First off, you’re asked, or challenged: “I am comfortable telling people what they need to do.” Well, I’m comfortable telling Rishi Sunak what he needs to do, so from the five options I chose “Strongly Agree”.
Elsewhere there’s “I think I am a competitive person”, “I like to help other people” and so on. It’s all quite woolly and non-specific. I thought I might be asked about the awards I’ve won in my current job (one I want to keep, just in case the editor gets any funny ideas), hobbies (to which the answer is always “skiing”) and the classic: “Where do you see yourself in five years’ time?”
So what does Gov.UK suggest a journalist of more years than he cares to remember might do next? Given that a playwright trying the quiz was invited to retrain in manufacturing and a poet was pointed towards boxing, I wasn’t hopeful of seeing “world king” turn up among my options or “holding midfielder for a Leith-based football club” or even “prog-rock drummer’s roadie” (a vital position, ELP’s sticksman used to work with 2.5 tons of kit).
Still, “motorsport engineer” was a surprise, but not as big a one as “IT security coordinator”, while “land and property valuer and auctioneer” came as a shock. I fail to see how replying “it depends” six times leads there, or indeed anywhere.
Musos valuing property?
I then tried the quiz as if I was a musician – not Ed Sheeran with his £200 million or his “Sheeranville” estate with its own pub, pond and church but one on his uppers right now. In response to “I like to make decisions quickly” I put “strongly disagree” because you can’t hurry art. So what new job do you think came back? Land and property valuer and auctioneer.
I’ve only ever had this job and am probably being quite thick but what does one of them actually do? It sounds quite, er, Tory, and although there’s a showman aspect I’m not sure too many musos would fancy it, no matter how poverty-stricken they are.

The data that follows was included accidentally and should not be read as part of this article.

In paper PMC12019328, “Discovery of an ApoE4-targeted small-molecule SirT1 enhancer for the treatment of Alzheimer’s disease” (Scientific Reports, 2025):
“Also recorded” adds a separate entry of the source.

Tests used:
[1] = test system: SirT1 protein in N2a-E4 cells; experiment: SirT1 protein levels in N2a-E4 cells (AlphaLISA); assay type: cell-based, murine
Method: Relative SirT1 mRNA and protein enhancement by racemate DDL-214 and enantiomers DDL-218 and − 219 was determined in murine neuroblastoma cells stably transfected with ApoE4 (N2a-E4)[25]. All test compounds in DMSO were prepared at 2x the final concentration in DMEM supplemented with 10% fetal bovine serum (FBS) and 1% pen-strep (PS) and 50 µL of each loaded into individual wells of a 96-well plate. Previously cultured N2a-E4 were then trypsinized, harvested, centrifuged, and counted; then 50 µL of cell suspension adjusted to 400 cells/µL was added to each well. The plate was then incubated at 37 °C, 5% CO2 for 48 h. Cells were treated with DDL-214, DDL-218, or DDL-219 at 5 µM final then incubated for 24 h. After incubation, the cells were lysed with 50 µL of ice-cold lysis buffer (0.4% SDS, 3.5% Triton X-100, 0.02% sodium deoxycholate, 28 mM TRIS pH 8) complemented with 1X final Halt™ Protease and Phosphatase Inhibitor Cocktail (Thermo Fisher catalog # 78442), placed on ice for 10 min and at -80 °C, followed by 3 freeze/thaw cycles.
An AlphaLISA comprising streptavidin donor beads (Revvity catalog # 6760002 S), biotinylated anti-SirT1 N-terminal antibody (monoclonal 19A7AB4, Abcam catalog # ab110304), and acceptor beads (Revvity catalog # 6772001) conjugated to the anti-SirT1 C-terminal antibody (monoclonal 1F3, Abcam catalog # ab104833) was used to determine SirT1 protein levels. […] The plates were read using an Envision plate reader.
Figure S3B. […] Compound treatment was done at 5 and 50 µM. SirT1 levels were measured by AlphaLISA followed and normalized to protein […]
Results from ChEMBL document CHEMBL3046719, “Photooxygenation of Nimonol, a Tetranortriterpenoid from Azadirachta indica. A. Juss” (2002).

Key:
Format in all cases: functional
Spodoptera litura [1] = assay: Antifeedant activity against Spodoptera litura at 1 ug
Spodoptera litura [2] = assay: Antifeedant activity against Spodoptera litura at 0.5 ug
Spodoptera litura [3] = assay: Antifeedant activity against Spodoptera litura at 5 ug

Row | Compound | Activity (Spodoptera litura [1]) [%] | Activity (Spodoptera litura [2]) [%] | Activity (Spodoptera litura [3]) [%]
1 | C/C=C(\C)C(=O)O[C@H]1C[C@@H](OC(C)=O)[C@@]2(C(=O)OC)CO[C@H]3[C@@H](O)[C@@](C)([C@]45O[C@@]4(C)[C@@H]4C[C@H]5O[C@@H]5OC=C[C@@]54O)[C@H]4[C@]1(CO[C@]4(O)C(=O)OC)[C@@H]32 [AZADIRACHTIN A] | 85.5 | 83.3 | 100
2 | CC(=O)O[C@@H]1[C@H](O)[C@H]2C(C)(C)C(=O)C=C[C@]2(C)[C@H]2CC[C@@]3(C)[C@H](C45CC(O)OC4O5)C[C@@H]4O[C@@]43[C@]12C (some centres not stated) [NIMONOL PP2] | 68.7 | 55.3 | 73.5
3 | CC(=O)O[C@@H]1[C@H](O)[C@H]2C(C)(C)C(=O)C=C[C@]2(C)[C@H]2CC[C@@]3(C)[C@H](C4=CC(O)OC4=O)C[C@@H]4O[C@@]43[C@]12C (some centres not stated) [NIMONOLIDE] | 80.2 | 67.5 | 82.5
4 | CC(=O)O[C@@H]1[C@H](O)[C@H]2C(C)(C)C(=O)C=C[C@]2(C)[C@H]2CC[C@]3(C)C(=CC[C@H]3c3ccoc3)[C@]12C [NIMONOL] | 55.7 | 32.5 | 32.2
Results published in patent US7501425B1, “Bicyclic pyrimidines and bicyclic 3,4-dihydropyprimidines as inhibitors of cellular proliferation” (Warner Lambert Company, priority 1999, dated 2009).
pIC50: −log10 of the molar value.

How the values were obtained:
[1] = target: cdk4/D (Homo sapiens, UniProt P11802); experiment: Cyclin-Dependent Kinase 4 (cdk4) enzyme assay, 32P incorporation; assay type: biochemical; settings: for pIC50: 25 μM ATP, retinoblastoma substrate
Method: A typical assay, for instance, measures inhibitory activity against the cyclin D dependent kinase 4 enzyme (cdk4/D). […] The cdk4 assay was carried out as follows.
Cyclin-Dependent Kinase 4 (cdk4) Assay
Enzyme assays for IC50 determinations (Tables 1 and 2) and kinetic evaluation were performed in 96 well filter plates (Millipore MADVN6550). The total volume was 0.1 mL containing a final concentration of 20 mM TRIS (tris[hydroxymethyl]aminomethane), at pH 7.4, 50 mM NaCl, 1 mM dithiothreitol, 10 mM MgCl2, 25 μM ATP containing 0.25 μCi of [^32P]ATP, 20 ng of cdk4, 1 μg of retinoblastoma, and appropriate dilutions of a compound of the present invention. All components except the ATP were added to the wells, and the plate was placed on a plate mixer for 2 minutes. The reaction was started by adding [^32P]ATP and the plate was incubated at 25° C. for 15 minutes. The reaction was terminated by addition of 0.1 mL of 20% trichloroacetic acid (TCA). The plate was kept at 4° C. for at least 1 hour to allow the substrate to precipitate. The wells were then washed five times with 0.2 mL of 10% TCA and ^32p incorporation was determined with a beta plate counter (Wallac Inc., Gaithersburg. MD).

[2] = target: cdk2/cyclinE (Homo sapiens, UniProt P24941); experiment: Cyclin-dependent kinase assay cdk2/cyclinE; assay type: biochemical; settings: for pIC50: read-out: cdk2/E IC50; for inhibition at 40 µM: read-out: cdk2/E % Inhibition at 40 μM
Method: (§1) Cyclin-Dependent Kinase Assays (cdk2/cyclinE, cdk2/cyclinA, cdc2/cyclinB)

Despite Sunak’s backtracking, musicians believe – rightly – that little is being done to help them. And they worry that in the post-Covid world only rich kids will be able to indulge themselves in music, a trend happening already.
That quiz? If you get bored of Cluedo in the next lockdown, it might produce some laughs. The last word goes to Rab Noakes, a folkie for more than half a century, who’s tweeted in despair: “I’m 73, dodgy hip, tonsillar cancer and I forget why I come into the kitchen. All my gigs have evaporated, @RishiSunak – any suggestions for retraining …?”
A message from the Editor:
Thank you for reading this story on our website. While I have your attention, I also have an important request to make of you.
With the coronavirus lockdown having a major impact on many of our advertisers - and consequently the revenue we receive - we are more reliant than ever on you taking out a digital subscription.
Subscribe to scotsman.com and enjoy unlimited access to Scottish news and information online and on our app. With a digital subscription, you can read more than 5 articles, see fewer ads, enjoy faster load times, and get access to exclusive newsletters and content. Visit https://www.u2swisshome.com/subscriptions now to sign up.
Our journalism costs money and we rely on advertising, print and digital revenues to help to support them. By supporting us, we are able to support you in providing trusted, fact-checked content for this website.
Want to join the conversation? Please or to comment on this article.